“Invest now or pay later”: Private sector warned over education and labour force deficiencies

“Invest now or pay later”: Private sector warned over education and labour force deficiencies
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NASSAU, BAHAMAS – The private sector has a critical role to play in helping to address the country’s education and labour force deficiencies, according to local consultant, who suggested that businesses can either “invest now or pay later”.

Tiffany Bain, the Organization for Responsible Governance’s (ORG) Education and Program Consultant told Eyewitness News that ORG is doing more than just identifying critical areas of need in the education system.

Bain underscored the organization has been taking steps to tackle education reform, an issue recently highlighted by ORG’s principal Robert Myers.

Myers urged the government to do more to improve the level of education in the public school system “so that young adults are suitably equipped with the cognitive, social and basic skills required to meet current employment needs”

Myers said The current lack of these skills is a massive problem for the government and the private sector.

“ORG has been working in the education reform space since about 2016 formally,” Bain said.

“We recently were able to launch a few programs within our education reform platform. In September we simultaneously launched Let’s Talk Learning which is a community based reach program.

She continued: “We also  launched an apprenticeship program in conjunction with CR Walker High School. We launched a shark tank initiative designed for students to create their own student development plan. We also have an adopt a school program for teacher professional development.”

Bain noted that ORG has also launched a National Play Day initiative for early childhood development.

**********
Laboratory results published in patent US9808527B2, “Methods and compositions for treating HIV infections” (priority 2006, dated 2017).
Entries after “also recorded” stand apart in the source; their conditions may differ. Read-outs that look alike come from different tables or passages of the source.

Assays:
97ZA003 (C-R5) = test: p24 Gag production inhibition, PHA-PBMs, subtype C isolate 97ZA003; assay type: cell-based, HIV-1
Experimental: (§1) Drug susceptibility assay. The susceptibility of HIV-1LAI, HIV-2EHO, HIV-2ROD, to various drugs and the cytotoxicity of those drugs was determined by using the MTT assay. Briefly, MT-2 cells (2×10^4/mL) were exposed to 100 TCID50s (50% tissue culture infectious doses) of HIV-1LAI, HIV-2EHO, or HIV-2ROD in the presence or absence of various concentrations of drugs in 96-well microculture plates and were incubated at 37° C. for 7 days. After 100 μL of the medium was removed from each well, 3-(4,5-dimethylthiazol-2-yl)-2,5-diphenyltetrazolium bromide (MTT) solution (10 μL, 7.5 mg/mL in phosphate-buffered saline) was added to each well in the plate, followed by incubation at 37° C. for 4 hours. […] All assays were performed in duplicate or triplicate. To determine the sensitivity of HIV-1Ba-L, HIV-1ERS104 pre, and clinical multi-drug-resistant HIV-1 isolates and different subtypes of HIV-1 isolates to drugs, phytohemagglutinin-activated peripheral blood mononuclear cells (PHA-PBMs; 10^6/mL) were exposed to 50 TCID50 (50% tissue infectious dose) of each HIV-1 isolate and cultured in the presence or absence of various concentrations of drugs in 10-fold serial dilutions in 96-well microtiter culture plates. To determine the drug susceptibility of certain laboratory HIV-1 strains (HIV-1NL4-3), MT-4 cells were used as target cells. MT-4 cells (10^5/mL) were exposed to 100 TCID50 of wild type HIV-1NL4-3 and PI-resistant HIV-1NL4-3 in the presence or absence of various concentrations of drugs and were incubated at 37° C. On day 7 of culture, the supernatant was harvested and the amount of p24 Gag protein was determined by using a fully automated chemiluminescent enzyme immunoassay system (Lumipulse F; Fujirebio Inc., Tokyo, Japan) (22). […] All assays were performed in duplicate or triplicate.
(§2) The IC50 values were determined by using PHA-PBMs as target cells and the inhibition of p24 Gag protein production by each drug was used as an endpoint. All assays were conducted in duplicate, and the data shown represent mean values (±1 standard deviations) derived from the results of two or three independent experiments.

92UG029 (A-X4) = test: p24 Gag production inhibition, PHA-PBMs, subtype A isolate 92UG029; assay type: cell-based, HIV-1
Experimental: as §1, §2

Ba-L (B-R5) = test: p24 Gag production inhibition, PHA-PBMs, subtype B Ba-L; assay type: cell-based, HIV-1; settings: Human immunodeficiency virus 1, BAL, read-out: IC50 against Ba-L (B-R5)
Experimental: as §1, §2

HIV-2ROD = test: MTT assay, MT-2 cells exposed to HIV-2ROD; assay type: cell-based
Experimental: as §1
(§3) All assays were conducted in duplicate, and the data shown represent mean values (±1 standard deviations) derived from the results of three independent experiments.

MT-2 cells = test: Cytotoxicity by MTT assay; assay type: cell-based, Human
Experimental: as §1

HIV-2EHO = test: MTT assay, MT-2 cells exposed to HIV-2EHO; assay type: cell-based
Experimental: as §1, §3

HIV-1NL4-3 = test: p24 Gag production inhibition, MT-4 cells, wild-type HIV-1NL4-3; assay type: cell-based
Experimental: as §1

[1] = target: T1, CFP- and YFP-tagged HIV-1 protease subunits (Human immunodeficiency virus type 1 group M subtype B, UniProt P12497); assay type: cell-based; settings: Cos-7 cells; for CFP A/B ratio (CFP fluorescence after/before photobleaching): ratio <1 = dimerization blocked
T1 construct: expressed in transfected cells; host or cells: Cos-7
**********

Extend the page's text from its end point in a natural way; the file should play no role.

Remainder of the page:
“We haven’t been talking as much about what we have been doing and we’re working to improve that,” she said.

“We believe in public private partnership and so some of what we have been doing ground work towards bringing our partners in the public sector together with private sector entities to bring about changes.

“We firmly believe in the collaboration of all these entities for success. ORG cannot do it alone and we are not.”

Bain said: “ORG has produced research on the labour skills gap. Being able to find people in the labour market who have needs and finding students who aren’t necessarily on track to graduate, create an intervention program and solve a need that exists is kind of how we function.”

She added: “One of the challenges is the owners in the private sector don’t necessarily realize the importance of their investment ahead of time and they don’t know where to invest and how to invest.

“It’s on of those things where either you invest now or pay later in training and reduced employee production and lost sales when you don’t have employees who measure up to your expectations.”

Bain noted that government must also be held accountable for providing opportunities for private sector collaboration and being more willing to disclose areas in which the private sector can invest.